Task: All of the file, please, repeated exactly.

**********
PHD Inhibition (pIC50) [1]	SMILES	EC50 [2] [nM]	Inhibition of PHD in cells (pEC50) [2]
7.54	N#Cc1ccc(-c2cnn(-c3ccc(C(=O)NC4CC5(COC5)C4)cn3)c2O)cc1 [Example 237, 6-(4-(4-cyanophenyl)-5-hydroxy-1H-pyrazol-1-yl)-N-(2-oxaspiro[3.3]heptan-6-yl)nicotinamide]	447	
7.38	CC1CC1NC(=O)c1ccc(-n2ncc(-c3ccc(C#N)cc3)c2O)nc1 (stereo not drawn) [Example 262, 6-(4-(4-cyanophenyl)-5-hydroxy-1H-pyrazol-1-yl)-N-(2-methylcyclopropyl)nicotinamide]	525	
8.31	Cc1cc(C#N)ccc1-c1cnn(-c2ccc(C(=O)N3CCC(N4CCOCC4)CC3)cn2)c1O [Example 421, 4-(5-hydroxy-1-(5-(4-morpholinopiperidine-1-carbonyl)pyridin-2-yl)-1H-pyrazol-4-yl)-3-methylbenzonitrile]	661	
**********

PHD Inhibition (pIC50) [1]	SMILES	EC50 [2] [nM]	Inhibition of PHD in cells (pEC50) [2]
7.54	N#Cc1ccc(-c2cnn(-c3ccc(C(=O)NC4CC5(COC5)C4)cn3)c2O)cc1 [Example 237, 6-(4-(4-cyanophenyl)-5-hydroxy-1H-pyrazol-1-yl)-N-(2-oxaspiro[3.3]heptan-6-yl)nicotinamide]	447	
7.38	CC1CC1NC(=O)c1ccc(-n2ncc(-c3ccc(C#N)cc3)c2O)nc1 (stereo not drawn) [Example 262, 6-(4-(4-cyanophenyl)-5-hydroxy-1H-pyrazol-1-yl)-N-(2-methylcyclopropyl)nicotinamide]	525	
8.31	Cc1cc(C#N)ccc1-c1cnn(-c2ccc(C(=O)N3CCC(N4CCOCC4)CC3)cn2)c1O [Example 421, 4-(5-hydroxy-1-(5-(4-morpholinopiperidine-1-carbonyl)pyridin-2-yl)-1H-pyrazol-4-yl)-3-methylbenzonitrile]	661	